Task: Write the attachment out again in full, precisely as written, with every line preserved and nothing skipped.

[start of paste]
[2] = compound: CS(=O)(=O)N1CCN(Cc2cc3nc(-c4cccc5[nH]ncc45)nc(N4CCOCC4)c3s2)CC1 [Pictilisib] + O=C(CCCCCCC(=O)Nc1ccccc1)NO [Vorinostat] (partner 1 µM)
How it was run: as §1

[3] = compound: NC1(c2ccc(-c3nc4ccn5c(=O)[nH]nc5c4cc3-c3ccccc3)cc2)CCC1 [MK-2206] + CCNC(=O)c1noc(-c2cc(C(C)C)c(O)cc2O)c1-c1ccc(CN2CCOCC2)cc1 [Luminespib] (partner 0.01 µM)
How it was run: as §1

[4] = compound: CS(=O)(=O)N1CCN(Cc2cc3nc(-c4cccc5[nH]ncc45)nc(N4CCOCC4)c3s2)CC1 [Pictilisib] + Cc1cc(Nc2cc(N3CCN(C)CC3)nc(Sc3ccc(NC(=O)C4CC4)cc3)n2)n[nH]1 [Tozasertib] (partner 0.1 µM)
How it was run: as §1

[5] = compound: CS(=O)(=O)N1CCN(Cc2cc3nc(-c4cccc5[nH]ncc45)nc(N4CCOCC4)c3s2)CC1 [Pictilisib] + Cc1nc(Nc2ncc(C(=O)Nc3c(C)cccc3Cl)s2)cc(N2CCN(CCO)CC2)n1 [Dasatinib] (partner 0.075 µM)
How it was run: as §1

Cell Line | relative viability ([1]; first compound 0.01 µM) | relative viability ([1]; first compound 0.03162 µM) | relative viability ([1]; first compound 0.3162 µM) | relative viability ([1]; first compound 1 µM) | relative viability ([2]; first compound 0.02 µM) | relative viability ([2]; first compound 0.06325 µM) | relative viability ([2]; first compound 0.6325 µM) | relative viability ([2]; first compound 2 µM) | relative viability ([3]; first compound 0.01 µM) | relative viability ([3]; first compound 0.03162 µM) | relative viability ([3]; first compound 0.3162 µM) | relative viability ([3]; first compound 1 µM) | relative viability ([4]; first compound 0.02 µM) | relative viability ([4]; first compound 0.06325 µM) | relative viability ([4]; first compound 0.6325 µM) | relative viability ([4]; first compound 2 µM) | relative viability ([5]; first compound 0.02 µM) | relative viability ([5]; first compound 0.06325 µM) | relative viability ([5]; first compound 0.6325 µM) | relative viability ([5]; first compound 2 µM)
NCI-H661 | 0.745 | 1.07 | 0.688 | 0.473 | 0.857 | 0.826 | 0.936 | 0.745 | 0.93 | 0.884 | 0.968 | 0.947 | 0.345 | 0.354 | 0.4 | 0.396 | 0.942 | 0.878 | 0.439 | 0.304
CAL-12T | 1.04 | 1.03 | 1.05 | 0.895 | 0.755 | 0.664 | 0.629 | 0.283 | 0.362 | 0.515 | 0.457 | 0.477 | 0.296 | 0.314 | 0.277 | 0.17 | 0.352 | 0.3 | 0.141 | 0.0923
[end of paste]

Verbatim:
[2] = compound: CS(=O)(=O)N1CCN(Cc2cc3nc(-c4cccc5[nH]ncc45)nc(N4CCOCC4)c3s2)CC1 [Pictilisib] + O=C(CCCCCCC(=O)Nc1ccccc1)NO [Vorinostat] (partner 1 µM)
How it was run: as §1

[3] = compound: NC1(c2ccc(-c3nc4ccn5c(=O)[nH]nc5c4cc3-c3ccccc3)cc2)CCC1 [MK-2206] + CCNC(=O)c1noc(-c2cc(C(C)C)c(O)cc2O)c1-c1ccc(CN2CCOCC2)cc1 [Luminespib] (partner 0.01 µM)
How it was run: as §1

[4] = compound: CS(=O)(=O)N1CCN(Cc2cc3nc(-c4cccc5[nH]ncc45)nc(N4CCOCC4)c3s2)CC1 [Pictilisib] + Cc1cc(Nc2cc(N3CCN(C)CC3)nc(Sc3ccc(NC(=O)C4CC4)cc3)n2)n[nH]1 [Tozasertib] (partner 0.1 µM)
How it was run: as §1

[5] = compound: CS(=O)(=O)N1CCN(Cc2cc3nc(-c4cccc5[nH]ncc45)nc(N4CCOCC4)c3s2)CC1 [Pictilisib] + Cc1nc(Nc2ncc(C(=O)Nc3c(C)cccc3Cl)s2)cc(N2CCN(CCO)CC2)n1 [Dasatinib] (partner 0.075 µM)
How it was run: as §1

Cell Line | relative viability ([1]; first compound 0.01 µM) | relative viability ([1]; first compound 0.03162 µM) | relative viability ([1]; first compound 0.3162 µM) | relative viability ([1]; first compound 1 µM) | relative viability ([2]; first compound 0.02 µM) | relative viability ([2]; first compound 0.06325 µM) | relative viability ([2]; first compound 0.6325 µM) | relative viability ([2]; first compound 2 µM) | relative viability ([3]; first compound 0.01 µM) | relative viability ([3]; first compound 0.03162 µM) | relative viability ([3]; first compound 0.3162 µM) | relative viability ([3]; first compound 1 µM) | relative viability ([4]; first compound 0.02 µM) | relative viability ([4]; first compound 0.06325 µM) | relative viability ([4]; first compound 0.6325 µM) | relative viability ([4]; first compound 2 µM) | relative viability ([5]; first compound 0.02 µM) | relative viability ([5]; first compound 0.06325 µM) | relative viability ([5]; first compound 0.6325 µM) | relative viability ([5]; first compound 2 µM)
NCI-H661 | 0.745 | 1.07 | 0.688 | 0.473 | 0.857 | 0.826 | 0.936 | 0.745 | 0.93 | 0.884 | 0.968 | 0.947 | 0.345 | 0.354 | 0.4 | 0.396 | 0.942 | 0.878 | 0.439 | 0.304
CAL-12T | 1.04 | 1.03 | 1.05 | 0.895 | 0.755 | 0.664 | 0.629 | 0.283 | 0.362 | 0.515 | 0.457 | 0.477 | 0.296 | 0.314 | 0.277 | 0.17 | 0.352 | 0.3 | 0.141 | 0.0923